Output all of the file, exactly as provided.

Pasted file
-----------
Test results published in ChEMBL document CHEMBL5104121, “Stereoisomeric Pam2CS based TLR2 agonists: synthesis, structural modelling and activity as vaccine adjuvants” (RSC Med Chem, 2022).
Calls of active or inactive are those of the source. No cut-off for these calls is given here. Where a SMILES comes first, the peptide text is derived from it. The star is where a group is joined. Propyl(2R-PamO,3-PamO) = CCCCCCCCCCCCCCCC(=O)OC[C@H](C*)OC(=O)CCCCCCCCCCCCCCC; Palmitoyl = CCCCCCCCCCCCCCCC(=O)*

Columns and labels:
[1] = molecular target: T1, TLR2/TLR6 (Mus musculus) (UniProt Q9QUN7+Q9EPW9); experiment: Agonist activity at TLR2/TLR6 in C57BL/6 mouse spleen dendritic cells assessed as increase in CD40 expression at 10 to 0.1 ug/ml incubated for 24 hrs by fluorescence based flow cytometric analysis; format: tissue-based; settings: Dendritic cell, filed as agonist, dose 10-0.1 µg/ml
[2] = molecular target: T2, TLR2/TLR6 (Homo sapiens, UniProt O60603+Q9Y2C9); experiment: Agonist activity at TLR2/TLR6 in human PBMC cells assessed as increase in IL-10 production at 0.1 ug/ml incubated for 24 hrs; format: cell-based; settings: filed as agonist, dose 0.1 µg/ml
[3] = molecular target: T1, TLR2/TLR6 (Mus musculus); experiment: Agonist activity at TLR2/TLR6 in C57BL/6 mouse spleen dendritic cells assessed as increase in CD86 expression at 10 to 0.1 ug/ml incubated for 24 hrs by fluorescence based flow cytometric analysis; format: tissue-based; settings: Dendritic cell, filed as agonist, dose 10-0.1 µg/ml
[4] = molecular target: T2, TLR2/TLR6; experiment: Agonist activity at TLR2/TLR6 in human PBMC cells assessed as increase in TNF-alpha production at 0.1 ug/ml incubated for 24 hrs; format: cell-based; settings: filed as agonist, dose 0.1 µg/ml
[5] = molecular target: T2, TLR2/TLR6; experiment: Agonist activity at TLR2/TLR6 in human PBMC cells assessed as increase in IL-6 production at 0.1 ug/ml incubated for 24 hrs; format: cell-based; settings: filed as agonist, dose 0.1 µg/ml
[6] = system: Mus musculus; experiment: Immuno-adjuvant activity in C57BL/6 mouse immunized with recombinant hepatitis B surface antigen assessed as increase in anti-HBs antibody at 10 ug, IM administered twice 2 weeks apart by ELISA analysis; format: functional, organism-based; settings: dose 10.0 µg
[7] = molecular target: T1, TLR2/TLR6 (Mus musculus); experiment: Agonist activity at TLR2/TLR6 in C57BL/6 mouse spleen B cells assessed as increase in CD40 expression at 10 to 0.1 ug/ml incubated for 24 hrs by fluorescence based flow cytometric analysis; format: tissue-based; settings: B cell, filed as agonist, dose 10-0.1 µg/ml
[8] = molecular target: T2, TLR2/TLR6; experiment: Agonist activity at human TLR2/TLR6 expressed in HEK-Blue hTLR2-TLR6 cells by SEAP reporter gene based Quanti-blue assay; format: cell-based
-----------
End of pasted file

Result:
Test results published in ChEMBL document CHEMBL5104121, “Stereoisomeric Pam2CS based TLR2 agonists: synthesis, structural modelling and activity as vaccine adjuvants” (RSC Med Chem, 2022).
Calls of active or inactive are those of the source. No cut-off for these calls is given here. Where a SMILES comes first, the peptide text is derived from it. The star is where a group is joined. Propyl(2R-PamO,3-PamO) = CCCCCCCCCCCCCCCC(=O)OC[C@H](C*)OC(=O)CCCCCCCCCCCCCCC; Palmitoyl = CCCCCCCCCCCCCCCC(=O)*

Columns and labels:
[1] = molecular target: T1, TLR2/TLR6 (Mus musculus) (UniProt Q9QUN7+Q9EPW9); experiment: Agonist activity at TLR2/TLR6 in C57BL/6 mouse spleen dendritic cells assessed as increase in CD40 expression at 10 to 0.1 ug/ml incubated for 24 hrs by fluorescence based flow cytometric analysis; format: tissue-based; settings: Dendritic cell, filed as agonist, dose 10-0.1 µg/ml
[2] = molecular target: T2, TLR2/TLR6 (Homo sapiens, UniProt O60603+Q9Y2C9); experiment: Agonist activity at TLR2/TLR6 in human PBMC cells assessed as increase in IL-10 production at 0.1 ug/ml incubated for 24 hrs; format: cell-based; settings: filed as agonist, dose 0.1 µg/ml
[3] = molecular target: T1, TLR2/TLR6 (Mus musculus); experiment: Agonist activity at TLR2/TLR6 in C57BL/6 mouse spleen dendritic cells assessed as increase in CD86 expression at 10 to 0.1 ug/ml incubated for 24 hrs by fluorescence based flow cytometric analysis; format: tissue-based; settings: Dendritic cell, filed as agonist, dose 10-0.1 µg/ml
[4] = molecular target: T2, TLR2/TLR6; experiment: Agonist activity at TLR2/TLR6 in human PBMC cells assessed as increase in TNF-alpha production at 0.1 ug/ml incubated for 24 hrs; format: cell-based; settings: filed as agonist, dose 0.1 µg/ml
[5] = molecular target: T2, TLR2/TLR6; experiment: Agonist activity at TLR2/TLR6 in human PBMC cells assessed as increase in IL-6 production at 0.1 ug/ml incubated for 24 hrs; format: cell-based; settings: filed as agonist, dose 0.1 µg/ml
[6] = system: Mus musculus; experiment: Immuno-adjuvant activity in C57BL/6 mouse immunized with recombinant hepatitis B surface antigen assessed as increase in anti-HBs antibody at 10 ug, IM administered twice 2 weeks apart by ELISA analysis; format: functional, organism-based; settings: dose 10.0 µg
[7] = molecular target: T1, TLR2/TLR6 (Mus musculus); experiment: Agonist activity at TLR2/TLR6 in C57BL/6 mouse spleen B cells assessed as increase in CD40 expression at 10 to 0.1 ug/ml incubated for 24 hrs by fluorescence based flow cytometric analysis; format: tissue-based; settings: B cell, filed as agonist, dose 10-0.1 µg/ml
[8] = molecular target: T2, TLR2/TLR6; experiment: Agonist activity at human TLR2/TLR6 expressed in HEK-Blue hTLR2-TLR6 cells by SEAP reporter gene based Quanti-blue assay; format: cell-based